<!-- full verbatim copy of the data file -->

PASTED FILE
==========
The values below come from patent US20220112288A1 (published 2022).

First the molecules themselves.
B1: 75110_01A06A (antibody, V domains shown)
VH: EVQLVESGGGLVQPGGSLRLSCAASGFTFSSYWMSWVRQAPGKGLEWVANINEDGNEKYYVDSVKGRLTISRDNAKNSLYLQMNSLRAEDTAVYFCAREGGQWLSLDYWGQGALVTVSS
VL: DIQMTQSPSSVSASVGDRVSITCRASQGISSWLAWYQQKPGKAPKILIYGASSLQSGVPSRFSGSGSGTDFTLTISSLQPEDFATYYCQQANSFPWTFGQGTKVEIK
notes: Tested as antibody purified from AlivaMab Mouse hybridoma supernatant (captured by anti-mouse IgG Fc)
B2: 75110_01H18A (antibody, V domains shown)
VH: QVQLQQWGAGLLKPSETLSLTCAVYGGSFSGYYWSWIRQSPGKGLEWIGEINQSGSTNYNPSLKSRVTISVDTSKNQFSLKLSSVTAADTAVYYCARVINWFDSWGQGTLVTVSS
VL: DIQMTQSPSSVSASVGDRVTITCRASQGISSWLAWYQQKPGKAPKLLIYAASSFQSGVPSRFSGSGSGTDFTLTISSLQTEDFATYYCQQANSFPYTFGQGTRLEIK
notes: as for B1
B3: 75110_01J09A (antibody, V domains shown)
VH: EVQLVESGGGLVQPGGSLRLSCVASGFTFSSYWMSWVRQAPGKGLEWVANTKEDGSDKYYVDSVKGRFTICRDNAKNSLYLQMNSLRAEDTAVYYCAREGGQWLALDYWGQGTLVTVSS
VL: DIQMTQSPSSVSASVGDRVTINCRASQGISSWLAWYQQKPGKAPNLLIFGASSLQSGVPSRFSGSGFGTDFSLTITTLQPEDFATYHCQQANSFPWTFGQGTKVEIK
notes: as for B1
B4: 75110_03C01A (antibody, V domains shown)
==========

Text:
The values below come from patent US20220112288A1 (published 2022).

First the molecules themselves.
B1: 75110_01A06A (antibody, V domains shown)
VH: EVQLVESGGGLVQPGGSLRLSCAASGFTFSSYWMSWVRQAPGKGLEWVANINEDGNEKYYVDSVKGRLTISRDNAKNSLYLQMNSLRAEDTAVYFCAREGGQWLSLDYWGQGALVTVSS
VL: DIQMTQSPSSVSASVGDRVSITCRASQGISSWLAWYQQKPGKAPKILIYGASSLQSGVPSRFSGSGSGTDFTLTISSLQPEDFATYYCQQANSFPWTFGQGTKVEIK
notes: Tested as antibody purified from AlivaMab Mouse hybridoma supernatant (captured by anti-mouse IgG Fc)
B2: 75110_01H18A (antibody, V domains shown)
VH: QVQLQQWGAGLLKPSETLSLTCAVYGGSFSGYYWSWIRQSPGKGLEWIGEINQSGSTNYNPSLKSRVTISVDTSKNQFSLKLSSVTAADTAVYYCARVINWFDSWGQGTLVTVSS
VL: DIQMTQSPSSVSASVGDRVTITCRASQGISSWLAWYQQKPGKAPKLLIYAASSFQSGVPSRFSGSGSGTDFTLTISSLQTEDFATYYCQQANSFPYTFGQGTRLEIK
notes: as for B1
B3: 75110_01J09A (antibody, V domains shown)
VH: EVQLVESGGGLVQPGGSLRLSCVASGFTFSSYWMSWVRQAPGKGLEWVANTKEDGSDKYYVDSVKGRFTICRDNAKNSLYLQMNSLRAEDTAVYYCAREGGQWLALDYWGQGTLVTVSS
VL: DIQMTQSPSSVSASVGDRVTINCRASQGISSWLAWYQQKPGKAPNLLIFGASSLQSGVPSRFSGSGFGTDFSLTITTLQPEDFATYHCQQANSFPWTFGQGTKVEIK
notes: as for B1
B4: 75110_03C01A (antibody, V domains shown)